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‘Mompreneurs’ do double duty

<p>Can motherhood mix with a career spent running an organization? An entire generation of women is resoundingly proving that it can.</p>

Wave of women business owners also raising kids



Kathryn Bechthold is creator of The Mompreneur Magazine.





Can motherhood mix with a career spent running an organization? An entire generation of women is resoundingly proving that it can.





In Canada today, more moms than ever are adding the title of CEO to their name and discovering that having a baby doesn’t have to mean an end to their business ambitions.





This new breed of mother — dubbed the “mompreneur” — deftly juggles the duties and responsibilities of being a mom with the challenges of running a business. Statistics Canada estimates that four out of every five new businesses are being started by women, a large percentage of whom are simultaneously raising a child.





Kathryn Bechthold, 30, and creator of The Mompreneur Magazine and a mompreneur herself, says success at managing two seemingly disparate lives — that of the mother and the entrepreneur — is rooted in doing something you love.





“It’s definitely challenging. Both are full-time jobs so to fit them together is very challenging, but when you love what you do it’s easier to put in the hours,” Bechthold said.





Mompreneurs vary widely, ranging from the old stereotype of the homemaker juggling a baby in one hand and a phone in the other to suit-and-briefcase CEOs and everything in between.





“A lot of times people think of us as being necessarily stay-at-home moms but that’s just not the case — there are many different kinds of mompreneurs. Motherhood comes in all shapes and sizes,” she said.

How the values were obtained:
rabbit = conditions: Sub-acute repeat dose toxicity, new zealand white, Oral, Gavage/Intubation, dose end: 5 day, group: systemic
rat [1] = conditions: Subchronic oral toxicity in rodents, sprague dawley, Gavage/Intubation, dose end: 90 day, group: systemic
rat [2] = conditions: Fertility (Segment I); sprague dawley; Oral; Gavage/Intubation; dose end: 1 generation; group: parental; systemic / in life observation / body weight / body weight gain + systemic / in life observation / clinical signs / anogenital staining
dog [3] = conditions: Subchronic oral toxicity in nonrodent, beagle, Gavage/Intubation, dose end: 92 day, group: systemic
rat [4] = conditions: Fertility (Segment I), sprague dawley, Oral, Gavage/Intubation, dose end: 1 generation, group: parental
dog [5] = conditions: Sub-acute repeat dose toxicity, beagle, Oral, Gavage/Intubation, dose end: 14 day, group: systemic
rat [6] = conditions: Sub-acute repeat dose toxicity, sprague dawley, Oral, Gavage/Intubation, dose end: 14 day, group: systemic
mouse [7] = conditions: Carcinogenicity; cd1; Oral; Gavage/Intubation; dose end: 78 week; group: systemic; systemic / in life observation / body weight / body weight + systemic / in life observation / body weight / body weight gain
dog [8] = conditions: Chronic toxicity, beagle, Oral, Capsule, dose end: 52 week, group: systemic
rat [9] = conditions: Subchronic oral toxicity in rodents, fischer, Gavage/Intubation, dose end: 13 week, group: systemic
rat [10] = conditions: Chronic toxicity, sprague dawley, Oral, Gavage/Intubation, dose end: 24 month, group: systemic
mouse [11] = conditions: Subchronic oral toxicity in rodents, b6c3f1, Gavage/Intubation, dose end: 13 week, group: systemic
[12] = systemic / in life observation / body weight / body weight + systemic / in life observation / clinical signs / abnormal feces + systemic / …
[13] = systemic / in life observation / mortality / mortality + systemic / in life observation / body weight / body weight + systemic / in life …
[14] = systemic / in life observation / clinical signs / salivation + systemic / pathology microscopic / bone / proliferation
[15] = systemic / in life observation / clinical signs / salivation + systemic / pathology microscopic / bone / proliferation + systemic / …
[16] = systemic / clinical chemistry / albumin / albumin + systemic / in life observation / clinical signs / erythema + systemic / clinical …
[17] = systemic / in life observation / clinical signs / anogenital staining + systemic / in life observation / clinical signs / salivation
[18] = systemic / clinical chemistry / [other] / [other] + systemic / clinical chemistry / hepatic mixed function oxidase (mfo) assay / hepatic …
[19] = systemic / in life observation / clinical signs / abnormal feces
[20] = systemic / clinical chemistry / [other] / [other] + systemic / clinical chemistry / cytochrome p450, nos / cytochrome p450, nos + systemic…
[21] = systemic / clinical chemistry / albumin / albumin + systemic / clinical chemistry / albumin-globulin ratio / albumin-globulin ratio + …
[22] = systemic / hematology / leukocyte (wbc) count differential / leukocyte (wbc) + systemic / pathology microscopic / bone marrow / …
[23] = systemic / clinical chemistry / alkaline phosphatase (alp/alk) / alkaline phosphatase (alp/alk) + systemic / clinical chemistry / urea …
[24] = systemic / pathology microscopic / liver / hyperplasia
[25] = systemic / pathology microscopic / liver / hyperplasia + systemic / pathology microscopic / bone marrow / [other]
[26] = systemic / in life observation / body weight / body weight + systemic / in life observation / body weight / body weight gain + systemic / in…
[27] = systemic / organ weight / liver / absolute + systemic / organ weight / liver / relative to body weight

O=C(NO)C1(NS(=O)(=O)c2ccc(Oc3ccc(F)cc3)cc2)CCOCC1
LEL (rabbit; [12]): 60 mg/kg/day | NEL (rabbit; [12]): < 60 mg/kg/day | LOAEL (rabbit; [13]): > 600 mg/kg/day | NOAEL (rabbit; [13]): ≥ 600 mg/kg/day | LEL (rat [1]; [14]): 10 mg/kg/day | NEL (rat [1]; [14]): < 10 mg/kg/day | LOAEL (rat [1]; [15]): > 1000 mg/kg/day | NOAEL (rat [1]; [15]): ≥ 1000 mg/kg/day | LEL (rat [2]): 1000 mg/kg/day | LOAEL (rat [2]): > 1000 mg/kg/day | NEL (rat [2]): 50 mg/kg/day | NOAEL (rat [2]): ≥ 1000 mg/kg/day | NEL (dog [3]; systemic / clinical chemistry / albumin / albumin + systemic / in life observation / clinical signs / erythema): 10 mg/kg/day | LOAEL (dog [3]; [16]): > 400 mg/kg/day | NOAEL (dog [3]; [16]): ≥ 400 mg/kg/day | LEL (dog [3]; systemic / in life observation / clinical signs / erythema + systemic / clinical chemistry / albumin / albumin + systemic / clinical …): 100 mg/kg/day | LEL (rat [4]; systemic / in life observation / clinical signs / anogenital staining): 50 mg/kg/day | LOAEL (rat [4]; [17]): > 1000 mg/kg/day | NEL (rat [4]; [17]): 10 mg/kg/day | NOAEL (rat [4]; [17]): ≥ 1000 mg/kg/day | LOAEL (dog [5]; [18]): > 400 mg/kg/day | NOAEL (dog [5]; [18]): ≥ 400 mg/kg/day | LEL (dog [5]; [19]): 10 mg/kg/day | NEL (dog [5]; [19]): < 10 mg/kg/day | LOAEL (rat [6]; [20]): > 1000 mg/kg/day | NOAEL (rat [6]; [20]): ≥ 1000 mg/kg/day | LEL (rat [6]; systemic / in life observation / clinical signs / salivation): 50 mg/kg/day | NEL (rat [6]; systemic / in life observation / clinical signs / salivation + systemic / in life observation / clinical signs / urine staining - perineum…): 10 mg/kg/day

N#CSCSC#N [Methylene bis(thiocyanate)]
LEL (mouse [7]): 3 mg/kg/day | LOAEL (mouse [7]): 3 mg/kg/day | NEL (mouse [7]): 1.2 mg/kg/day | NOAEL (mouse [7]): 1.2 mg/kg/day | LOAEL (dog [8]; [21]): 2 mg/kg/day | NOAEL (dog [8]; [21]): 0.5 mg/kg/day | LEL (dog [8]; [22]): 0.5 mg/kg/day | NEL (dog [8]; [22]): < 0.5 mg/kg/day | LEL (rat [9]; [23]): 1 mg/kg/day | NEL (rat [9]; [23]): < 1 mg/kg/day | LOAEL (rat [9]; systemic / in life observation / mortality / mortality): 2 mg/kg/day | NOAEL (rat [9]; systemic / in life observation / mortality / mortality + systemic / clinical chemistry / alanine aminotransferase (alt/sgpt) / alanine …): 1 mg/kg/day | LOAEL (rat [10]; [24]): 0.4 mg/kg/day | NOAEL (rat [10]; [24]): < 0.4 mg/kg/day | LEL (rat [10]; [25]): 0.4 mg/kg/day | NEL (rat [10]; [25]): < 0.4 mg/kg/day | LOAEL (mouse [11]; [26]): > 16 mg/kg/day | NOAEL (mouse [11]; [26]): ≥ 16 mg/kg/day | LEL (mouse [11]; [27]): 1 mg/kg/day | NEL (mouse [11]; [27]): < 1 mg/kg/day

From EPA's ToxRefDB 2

Bechthold has been a serial entrepreneur all her life and says many of the mompreneurs she has met are in a similar boat. Most, she says, are women who have been in the corporate world and wanted to get back into doing what drives them.





Three out of four have a stable partner in the household, either to help with duties at home or bring in a second income, something that makes taking the plunge to become an entrepreneur a lot smoother.





“When you have that stability of a second income, someone else to take care of the kids and share these responsibilities with, it’s a lot easier,” Bechthold said.





For aspiring mompreneurs, Bechthold suggests first getting up to speed with money matters.





“You have to really do your homework. You need to have a good business plan with solid financing before going into this,” she said.





Find a mentor, especially someone who knows the ins and outs of business and who has experience with cash flow. Banks aren’t your only financing options, Bechthold says, so look around for possibilities like government grants and loans that can help you get on your feet. Most importantly, don’t fear failure.





“I’ve had success and I’ve had failure,” said Bechthold, “and there’s not really much difference — maybe only in the quality of shoes I’m wearing.”


 
 
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